As the medical device industry addresses EU MDR requirements, aspects of the regulation will likely be implemented by other global regulatory agencies as they seek to harmonize.

Medical device experts Mark Agostino (Redica Systems) and Alison Sathe (Regulatory Mark) discussed this aspect of the EU MDR during the Oct. 28 virtual panel discussion, “Changing Medical Device Regulations.” Redica Systems Senior GMP Quality Expert Jerry Chapman moderated. 

Webinar ad - download

The following has been lightly edited for clarity. Part I covered EU MDR requirements for quality management systems and Part II looked at postmarket surveillance.

EU MDR and Intended Use

Jerry Chapman

Chapman: Regarding products that have U.S. FDA 510(k) clearance, the EU MDR does not give any clear requirements for intended purpose. How can manufacturers write intended purpose so that it does not affect 510(k) clearance in the United States?

Alison Sathe

Sathe: That is a really good question because your indications for use, intended use, and intended purpose, are all documented in your technical file on the EU side, and they have to align. There is also a little bit of nuance in the United States between indications for use and intended use. Then, on the EU side, we have the intended purpose, which hopefully aligns with your intended use for your product in the United States. If it does not, then that is an issue that will come up because of labeling.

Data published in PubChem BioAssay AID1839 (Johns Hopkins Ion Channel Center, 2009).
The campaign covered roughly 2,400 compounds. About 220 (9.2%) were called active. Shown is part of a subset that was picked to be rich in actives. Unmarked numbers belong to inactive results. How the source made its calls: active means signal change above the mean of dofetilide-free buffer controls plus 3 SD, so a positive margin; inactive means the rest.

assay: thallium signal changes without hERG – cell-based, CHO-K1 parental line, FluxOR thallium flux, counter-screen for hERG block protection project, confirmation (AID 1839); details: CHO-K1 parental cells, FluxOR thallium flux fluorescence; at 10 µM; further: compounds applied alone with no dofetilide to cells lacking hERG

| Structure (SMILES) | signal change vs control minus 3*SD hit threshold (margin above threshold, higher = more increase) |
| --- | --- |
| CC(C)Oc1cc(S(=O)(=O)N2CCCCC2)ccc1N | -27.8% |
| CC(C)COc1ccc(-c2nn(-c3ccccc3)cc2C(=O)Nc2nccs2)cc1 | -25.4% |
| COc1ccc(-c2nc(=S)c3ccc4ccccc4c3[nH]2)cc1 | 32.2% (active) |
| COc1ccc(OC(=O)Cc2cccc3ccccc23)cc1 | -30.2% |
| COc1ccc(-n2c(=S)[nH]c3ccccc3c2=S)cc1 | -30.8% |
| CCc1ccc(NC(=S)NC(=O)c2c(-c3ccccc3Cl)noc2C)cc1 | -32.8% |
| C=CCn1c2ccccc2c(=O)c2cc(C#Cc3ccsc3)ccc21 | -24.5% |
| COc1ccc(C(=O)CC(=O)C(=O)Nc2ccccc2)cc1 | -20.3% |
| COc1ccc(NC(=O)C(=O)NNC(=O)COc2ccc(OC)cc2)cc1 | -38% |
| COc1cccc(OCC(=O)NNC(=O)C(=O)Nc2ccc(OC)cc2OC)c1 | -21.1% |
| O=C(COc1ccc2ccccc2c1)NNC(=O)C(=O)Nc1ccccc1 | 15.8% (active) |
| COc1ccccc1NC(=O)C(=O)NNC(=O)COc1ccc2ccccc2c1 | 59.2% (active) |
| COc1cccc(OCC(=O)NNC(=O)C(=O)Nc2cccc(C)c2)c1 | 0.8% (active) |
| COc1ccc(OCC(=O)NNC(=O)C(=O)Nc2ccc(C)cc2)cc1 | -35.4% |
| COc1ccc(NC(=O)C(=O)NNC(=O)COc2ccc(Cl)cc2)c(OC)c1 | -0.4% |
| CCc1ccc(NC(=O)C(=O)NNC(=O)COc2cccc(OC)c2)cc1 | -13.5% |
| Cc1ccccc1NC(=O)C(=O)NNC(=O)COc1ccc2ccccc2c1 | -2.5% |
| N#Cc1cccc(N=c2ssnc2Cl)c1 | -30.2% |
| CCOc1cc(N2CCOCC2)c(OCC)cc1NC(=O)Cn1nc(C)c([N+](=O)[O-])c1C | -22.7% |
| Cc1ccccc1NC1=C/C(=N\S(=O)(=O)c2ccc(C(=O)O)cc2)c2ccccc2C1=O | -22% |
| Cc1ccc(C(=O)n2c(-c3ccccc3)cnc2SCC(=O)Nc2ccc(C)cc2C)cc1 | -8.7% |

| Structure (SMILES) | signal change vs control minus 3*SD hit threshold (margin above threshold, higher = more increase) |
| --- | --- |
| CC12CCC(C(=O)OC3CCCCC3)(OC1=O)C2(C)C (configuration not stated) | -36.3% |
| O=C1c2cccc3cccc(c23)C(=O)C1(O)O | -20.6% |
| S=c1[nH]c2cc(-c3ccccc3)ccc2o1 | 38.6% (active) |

That might require two different types of labeling. You might have to have labeling in the United States to comply with your 510(k). And perhaps you have a different label for your EU submission, because when you are thinking about that intended purpose in the European Union, that has to be supported by the clinical evidence. That is something where if you have certain clinical claims, i.e., if you have intended purposes that you are putting within your labeling, it is very important. Your Notified Bodies will check. So, your technical documentation should reflect the clinical evidence to support them.

Mark Agostino

Agostino: Just to build upon what Alison said, you are going through the design validation studies, which are there to validate the intended use. So a lot of it is the way you structure your clinical studies and design the endpoints of your studies, and getting into usability, and to help identify, create critical tasks, and then show that those critical tasks are appropriately under control and understood.

These are all the elements that are all linked. So as you go through the work for the Design History File (DHF), and, ultimately, to get to 510(k) clearance, think about the standard that is a parallel path when it comes to the EU MDR and the technical file. Again, it is getting into what claims and what clinical endpoints you are going to have in place to meet that are going to support your intended use.

A big part of this is understanding that once you have your verified design that you are going to incorporate into your design validation studies that all the evidence supports it.